I haven't voted either way, but I suspect the downvote was because you've got at least two questions in one here. I don't want to really try to tackle the whole thing myself, but I'd be happy to look at the variance aspect (as I'm writing about it right now). If you could separate the bit which leads to an execution-time failure out into a separate question with a short but complete case to reproduce it, I'd be interested... –  Jon Skeet Jul 13 '09 at 16:41
    
Will do [PADDING] –  Daniel Earwicker Jul 13 '09 at 16:43
1  
I also dislike the EventHandler pattern! The only time I like using it is for UI-related events, just so my events have visual consistency. It's practically aesthetic. –  Scott Rippey Dec 7 '10 at 22:47

2 Answers 2

up vote 6 down vote accepted

Nothing, you lose nothing. I've been using Action<> since .NET 3.5 came out and it is far more natural and easier to program against.

I don't even deal with the EventHandler type for generated event handlers anymore, simply write the method signature you want and wire it up with a lambda:

btnCompleteOrder.OnClick += (o,e) => _presenter.CompleteOrder();
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Don't you have problem unsubscribing to the event with this anonymous function? –  Matt Jul 13 '09 at 16:56
1  
I suppose you would, but you shouldn't really be unsubscribing to an OnClick event since that merely is meant to notify your presenter that something happened. If you're subscribing/unsubscribing you probably care more about events raised by non-ui classes, in that case you have full control of event type and can make it an Action<> anyways so anonymous functions aren't necessary. –  George Mauer Jul 13 '09 at 17:00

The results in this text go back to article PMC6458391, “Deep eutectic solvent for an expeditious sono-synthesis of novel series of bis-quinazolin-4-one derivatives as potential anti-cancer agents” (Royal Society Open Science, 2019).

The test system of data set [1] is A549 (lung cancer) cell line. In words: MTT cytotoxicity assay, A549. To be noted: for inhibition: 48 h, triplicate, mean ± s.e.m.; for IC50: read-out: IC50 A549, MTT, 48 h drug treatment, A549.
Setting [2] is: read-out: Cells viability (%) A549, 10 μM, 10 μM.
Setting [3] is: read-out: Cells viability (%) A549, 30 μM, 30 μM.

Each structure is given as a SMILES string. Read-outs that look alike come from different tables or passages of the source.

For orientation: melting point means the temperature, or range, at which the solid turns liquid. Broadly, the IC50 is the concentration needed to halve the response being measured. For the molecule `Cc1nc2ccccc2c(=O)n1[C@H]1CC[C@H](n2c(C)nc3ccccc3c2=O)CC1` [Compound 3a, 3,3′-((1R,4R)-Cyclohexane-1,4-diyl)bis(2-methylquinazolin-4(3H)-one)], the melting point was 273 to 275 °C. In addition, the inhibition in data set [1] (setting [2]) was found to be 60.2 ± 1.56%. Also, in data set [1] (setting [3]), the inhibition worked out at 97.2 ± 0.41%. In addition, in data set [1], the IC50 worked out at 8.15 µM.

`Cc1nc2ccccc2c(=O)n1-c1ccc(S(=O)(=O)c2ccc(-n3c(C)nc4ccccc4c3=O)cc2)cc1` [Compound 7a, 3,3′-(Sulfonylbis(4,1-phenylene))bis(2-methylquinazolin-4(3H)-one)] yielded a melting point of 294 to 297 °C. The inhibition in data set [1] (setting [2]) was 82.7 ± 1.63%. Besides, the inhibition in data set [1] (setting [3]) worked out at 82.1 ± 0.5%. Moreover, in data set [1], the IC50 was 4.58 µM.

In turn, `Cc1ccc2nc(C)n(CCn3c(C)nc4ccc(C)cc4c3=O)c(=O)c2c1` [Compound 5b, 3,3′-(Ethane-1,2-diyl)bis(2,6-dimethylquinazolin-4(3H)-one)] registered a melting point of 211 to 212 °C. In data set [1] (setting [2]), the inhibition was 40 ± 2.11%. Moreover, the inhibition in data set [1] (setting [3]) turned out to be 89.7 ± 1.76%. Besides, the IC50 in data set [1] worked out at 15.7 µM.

@Matt - I write the majority of my event enlisting that way. The need to explicitly unsubscribe is pretty unusual. Essentially if the event source is a longer-lived object (e.g. stored in a static, or the main window of the application) but if the source and sink have the same lifetime, why bother? This is what the GC is for. –  Daniel Earwicker Jul 13 '09 at 17:04
    
I agree, it is a very nice syntax, and have used it on occasion myself. But there are occasions when you need to unsubscribe, so I felt compelled to point it out. It is very easy, especially for someone new to event handlers, to forget that they are a reference like anything else, and thus can keep objects alive longer than they should be –  Matt Jul 13 '09 at 17:09
1  
I agree Matt, and it is certainly a problem if someone's wiring their UI up haphazardly. But if you're doing it even halfway correctly you're going to have some sort of Presenter/Controller/Mediator class that has the same lifetime as your UI which 99% of the time should be the ONLY thing wired up to your UI. –  George Mauer Jul 13 '09 at 17:14

I don't like the event-handler pattern either. To my mind, the Sender object isn't really all that helpful. In cases where an event is saying something happened to some object (e.g. a change notification) it would be more helpful to have the information in the EventArgs. The only use I could kinda-sorta see for Sender would be to unsubscribe from an event, but it's not always clear what event one should unsubscribe to.

Incidentally, if I had my druthers, an Event wouldn't be an AddHandler method and a RemoveHandler method; it would just be an AddHandler method which would return a MethodInvoker that could be used for unsubscription. Rather than a Sender argument, I'd have the first argument be a copy of the MethodInvoker required for unsubscription (in case an object finds itself receiving events to which the unsubscribe invoker has been lost). The standard MulticastDelegate wouldn't be suitable for dispatching events (since each subscriber should receive a different unsubscription delegate) but unsubscribing events wouldn't require a linear search through an invocation list.